Skip to content
Link copied to clipboard

Ocasio-Cortez, Democratic freshmen look to shape party as it takes control of House

Their relative youth, energy and progressive bent raise the specter of future conflict as centrists and liberals fight for control of the party's agenda over the next two years.

Alexandria Ocasio-Cortez stands on the steps of the U.S. Capitol with the 116th Congressional freshmen for the member-elect class photo on the Capitol Hill on Nov. 14, 2018.
Alexandria Ocasio-Cortez stands on the steps of the U.S. Capitol with the 116th Congressional freshmen for the member-elect class photo on the Capitol Hill on Nov. 14, 2018.Read moreMelina Mara / Washington Post

Alexandria Ocasio-Cortez has rapidly emerged as the de facto leader of a historic class of House Democrats whose diversity and ties to the progressive left will shape the party as it targets President Donald Trump and works to clarify its message ahead of the 2020 elections.

Incoming members have quickly exerted their influence on Capitol Hill since the midterm elections, with progressives bolstering Minority Leader Nancy Pelosi's, D-Calif., bid for speaker by declining to endorse an opposition movement led by centrist Democrats.

Yet while Rep.-elect Ocasio-Cortez, D-N.Y., and her liberal peers have chosen so far not to aggravate the leadership dispute, their relative youth, energy and progressive bent raised the specter of future conflict as centrists and liberals fight for control of the party's agenda for the next two years.

"This is probably one of the most entrepreneurial, innovative and restless freshmen classes that we've seen in recent memory," said former Rep. Steve Israel, D-N.Y., who ran the Democratic Congressional Campaign Committee from 2011 to 2015. "What I would caution them to do is to keep their eye on who the problem is – and the problem is the Trump administration."

The threat of fresh divisions among House Democrats became clear after Ocasio-Cortez beat Rep. Joseph Crowley, D-N.Y., chairman of the House Democratic Caucus, in a June primary in their Queens-based congressional district. The upset drew national attention. Ocasio-Cortez, a democratic socialist, went on to campaign with Sen. Bernie Sanders, I-Vt., for like-minded candidates around the country and to generate a massive following online.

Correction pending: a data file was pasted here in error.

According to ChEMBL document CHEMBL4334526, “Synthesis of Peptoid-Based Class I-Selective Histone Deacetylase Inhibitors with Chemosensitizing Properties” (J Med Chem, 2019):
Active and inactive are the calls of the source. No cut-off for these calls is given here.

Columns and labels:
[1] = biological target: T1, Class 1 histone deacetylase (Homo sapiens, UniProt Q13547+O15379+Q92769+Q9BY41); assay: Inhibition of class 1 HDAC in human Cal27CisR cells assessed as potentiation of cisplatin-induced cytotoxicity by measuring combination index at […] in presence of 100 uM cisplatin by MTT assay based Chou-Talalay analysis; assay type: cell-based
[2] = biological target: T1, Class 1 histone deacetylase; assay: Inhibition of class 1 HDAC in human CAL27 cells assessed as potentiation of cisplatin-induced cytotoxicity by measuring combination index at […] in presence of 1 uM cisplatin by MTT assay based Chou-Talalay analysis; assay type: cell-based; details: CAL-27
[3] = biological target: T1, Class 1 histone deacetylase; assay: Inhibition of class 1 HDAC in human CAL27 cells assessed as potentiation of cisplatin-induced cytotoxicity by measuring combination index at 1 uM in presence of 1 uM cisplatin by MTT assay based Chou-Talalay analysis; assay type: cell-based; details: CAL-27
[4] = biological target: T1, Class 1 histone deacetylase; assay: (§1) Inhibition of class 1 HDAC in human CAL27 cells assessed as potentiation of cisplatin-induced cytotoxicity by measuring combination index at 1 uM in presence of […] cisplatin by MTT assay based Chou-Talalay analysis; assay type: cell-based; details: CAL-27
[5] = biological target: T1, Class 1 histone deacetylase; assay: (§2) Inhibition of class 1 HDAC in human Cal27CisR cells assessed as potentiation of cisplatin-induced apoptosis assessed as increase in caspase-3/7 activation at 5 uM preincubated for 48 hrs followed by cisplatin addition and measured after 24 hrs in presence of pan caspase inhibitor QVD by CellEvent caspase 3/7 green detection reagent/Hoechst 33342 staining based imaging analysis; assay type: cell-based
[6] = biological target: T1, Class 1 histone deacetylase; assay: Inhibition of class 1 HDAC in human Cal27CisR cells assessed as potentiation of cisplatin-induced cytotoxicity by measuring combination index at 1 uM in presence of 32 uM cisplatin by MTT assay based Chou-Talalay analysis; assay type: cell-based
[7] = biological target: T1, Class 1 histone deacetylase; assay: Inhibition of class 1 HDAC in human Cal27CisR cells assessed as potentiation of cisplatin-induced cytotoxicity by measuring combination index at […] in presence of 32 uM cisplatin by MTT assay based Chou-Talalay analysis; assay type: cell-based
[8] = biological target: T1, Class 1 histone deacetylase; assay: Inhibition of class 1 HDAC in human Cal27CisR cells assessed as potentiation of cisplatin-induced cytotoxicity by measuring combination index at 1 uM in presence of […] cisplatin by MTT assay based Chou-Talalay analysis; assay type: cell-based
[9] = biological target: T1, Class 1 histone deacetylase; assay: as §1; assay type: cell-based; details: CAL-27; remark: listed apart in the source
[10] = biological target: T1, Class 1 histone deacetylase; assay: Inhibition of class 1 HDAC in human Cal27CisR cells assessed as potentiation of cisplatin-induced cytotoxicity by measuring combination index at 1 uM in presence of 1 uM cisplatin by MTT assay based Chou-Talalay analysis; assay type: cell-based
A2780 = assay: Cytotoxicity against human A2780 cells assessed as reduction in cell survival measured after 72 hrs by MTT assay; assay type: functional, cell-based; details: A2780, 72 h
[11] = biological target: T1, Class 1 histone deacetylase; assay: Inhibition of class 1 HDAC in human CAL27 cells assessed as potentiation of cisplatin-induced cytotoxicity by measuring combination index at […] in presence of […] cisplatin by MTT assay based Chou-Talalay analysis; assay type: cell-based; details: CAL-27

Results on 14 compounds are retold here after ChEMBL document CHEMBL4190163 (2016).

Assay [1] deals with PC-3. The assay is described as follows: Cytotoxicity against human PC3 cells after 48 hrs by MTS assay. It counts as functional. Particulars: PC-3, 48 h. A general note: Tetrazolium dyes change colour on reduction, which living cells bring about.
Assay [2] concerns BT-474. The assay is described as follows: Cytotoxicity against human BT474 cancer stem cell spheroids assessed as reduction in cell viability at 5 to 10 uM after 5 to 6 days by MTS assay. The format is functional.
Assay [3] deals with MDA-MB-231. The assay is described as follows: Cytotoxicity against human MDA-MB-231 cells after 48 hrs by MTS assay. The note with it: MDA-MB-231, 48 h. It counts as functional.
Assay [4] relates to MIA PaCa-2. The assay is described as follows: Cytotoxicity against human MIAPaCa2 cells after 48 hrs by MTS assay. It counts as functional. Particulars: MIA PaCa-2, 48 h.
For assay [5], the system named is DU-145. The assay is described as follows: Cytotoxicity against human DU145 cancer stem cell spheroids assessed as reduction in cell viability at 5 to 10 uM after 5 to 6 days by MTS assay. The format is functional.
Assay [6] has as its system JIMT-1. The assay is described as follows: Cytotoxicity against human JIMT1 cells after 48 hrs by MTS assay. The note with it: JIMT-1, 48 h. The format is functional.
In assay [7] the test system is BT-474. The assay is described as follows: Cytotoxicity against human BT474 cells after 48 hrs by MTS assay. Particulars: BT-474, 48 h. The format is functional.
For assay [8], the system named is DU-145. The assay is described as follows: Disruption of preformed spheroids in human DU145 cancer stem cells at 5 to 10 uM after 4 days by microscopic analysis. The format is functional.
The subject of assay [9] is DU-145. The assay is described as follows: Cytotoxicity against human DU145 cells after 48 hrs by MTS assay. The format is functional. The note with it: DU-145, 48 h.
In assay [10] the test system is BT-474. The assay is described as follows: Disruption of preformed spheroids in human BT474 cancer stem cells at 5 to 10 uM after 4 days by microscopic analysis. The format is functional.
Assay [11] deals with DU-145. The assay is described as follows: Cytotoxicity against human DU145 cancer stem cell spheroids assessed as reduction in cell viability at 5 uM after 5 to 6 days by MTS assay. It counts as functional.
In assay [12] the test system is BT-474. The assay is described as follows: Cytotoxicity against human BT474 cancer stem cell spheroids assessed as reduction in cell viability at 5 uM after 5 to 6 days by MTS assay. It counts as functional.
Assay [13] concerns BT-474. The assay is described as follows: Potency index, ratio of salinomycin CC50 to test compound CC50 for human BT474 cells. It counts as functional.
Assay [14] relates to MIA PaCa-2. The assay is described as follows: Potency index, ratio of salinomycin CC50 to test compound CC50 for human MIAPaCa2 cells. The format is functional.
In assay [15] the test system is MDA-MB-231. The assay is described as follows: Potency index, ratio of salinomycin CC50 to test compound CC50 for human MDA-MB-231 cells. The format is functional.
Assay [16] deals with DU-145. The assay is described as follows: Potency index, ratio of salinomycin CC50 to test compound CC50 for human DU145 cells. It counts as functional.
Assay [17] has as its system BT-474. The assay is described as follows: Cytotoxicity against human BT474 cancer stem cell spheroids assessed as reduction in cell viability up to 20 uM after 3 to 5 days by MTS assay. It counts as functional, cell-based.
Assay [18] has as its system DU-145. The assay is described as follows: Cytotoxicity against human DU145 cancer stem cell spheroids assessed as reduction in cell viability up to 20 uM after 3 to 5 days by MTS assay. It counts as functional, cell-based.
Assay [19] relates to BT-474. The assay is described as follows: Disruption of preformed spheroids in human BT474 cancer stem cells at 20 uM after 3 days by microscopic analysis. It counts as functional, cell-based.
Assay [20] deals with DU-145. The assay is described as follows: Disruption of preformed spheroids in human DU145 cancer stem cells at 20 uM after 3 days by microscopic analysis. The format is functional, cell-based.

The midterm election produced a powerful class of freshmen Democrats that has been riven by the speakership race, as centrists from red and purple districts express opposition to Pelosi and progressives back her or conspicuously decline to join the insurgents.

Ocasio-Cortez threw support behind the would-be speaker during a recent live video on Instagram in which she told an audience of nearly 5,000 viewers that opposition to Pelosi was coming from her right flank.

She repeated this argument Wednesday on Twitter.

"All the challenges to Leader Pelosi are coming from her right, in an apparent effort to make the party even more conservative and bent toward corporate interests. Hard pass," she wrote. "So long as Leader Pelosi remains the most progressive candidate for Speaker, she can count on my support."

Ocasio-Cortez won her primary after criticizing establishment Democrats for failing to push bold policy solutions to climate change, income inequality and rising health-care costs. She received support from progressive groups such as Justice Democrats, which also endorsed the House candidacies of Ilhan Omar, D-Minn., Rashida Tlaib, D-Mich., and Ayanna Pressley, D-Mass.

These three women each broke barriers with their victories – Omar and Tlaib are the first two Muslim women elected to Congress, and Pressley is the first black woman elected to Congress from Massachusetts. Together, the incoming freshmen Democrats are historically diverse, with women and people of color making up a majority of the group. Eighteen newly elected House Democrats are under age 40 – three times the number who served this term.

"I think the women who won in the House, particularly Ms. Ocasio-Cortez, are magnificent. They will be heard," said former congresswoman Lynn Woolsey, D-Calif., a co-leader of the Congressional Progressive Caucus from 2006 to 2010.

Woolsey urged the newcomers to embrace Pelosi, who she described as a true progressive.

"She can teach them if they will listen, and she will listen to them," Woolsey said.

While Pelosi has managed to avoid serious opposition from the progressive freshmen, they are expected to put pressure on her to move the House's agenda to the left.

Rep. Jim Himes, D-Conn., who leads the moderate New Democrat Coalition, said the party should be "very strategic to avoid" votes that put pressure on vulnerable centrists. He pointed to the progressive talking point of abolishing Immigration and Customs Enforcement as unhelpful.